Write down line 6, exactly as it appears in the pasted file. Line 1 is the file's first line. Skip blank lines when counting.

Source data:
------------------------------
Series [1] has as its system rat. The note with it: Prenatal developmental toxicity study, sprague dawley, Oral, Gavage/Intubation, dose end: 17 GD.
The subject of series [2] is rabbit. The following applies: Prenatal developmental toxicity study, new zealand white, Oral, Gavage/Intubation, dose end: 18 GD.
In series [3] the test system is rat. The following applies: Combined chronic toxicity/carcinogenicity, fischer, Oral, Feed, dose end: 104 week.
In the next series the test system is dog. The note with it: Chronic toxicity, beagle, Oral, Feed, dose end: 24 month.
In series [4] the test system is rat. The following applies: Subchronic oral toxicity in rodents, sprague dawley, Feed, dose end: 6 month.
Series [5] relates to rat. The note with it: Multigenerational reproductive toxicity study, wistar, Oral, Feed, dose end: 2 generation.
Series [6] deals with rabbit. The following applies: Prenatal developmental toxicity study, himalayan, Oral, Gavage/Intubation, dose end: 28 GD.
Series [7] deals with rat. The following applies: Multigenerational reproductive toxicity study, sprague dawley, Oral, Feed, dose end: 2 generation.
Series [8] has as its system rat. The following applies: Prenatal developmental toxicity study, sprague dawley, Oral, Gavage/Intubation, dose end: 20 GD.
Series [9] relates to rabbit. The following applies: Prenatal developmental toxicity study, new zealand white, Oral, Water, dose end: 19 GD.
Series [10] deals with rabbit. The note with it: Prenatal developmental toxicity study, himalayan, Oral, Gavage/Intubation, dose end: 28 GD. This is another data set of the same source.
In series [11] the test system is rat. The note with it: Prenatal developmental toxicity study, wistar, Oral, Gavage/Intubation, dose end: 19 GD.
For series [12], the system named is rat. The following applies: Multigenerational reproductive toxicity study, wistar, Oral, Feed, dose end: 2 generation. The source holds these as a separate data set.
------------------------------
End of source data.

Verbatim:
Series [5] relates to rat. The note with it: Multigenerational reproductive toxicity study, wistar, Oral, Feed, dose end: 2 generation.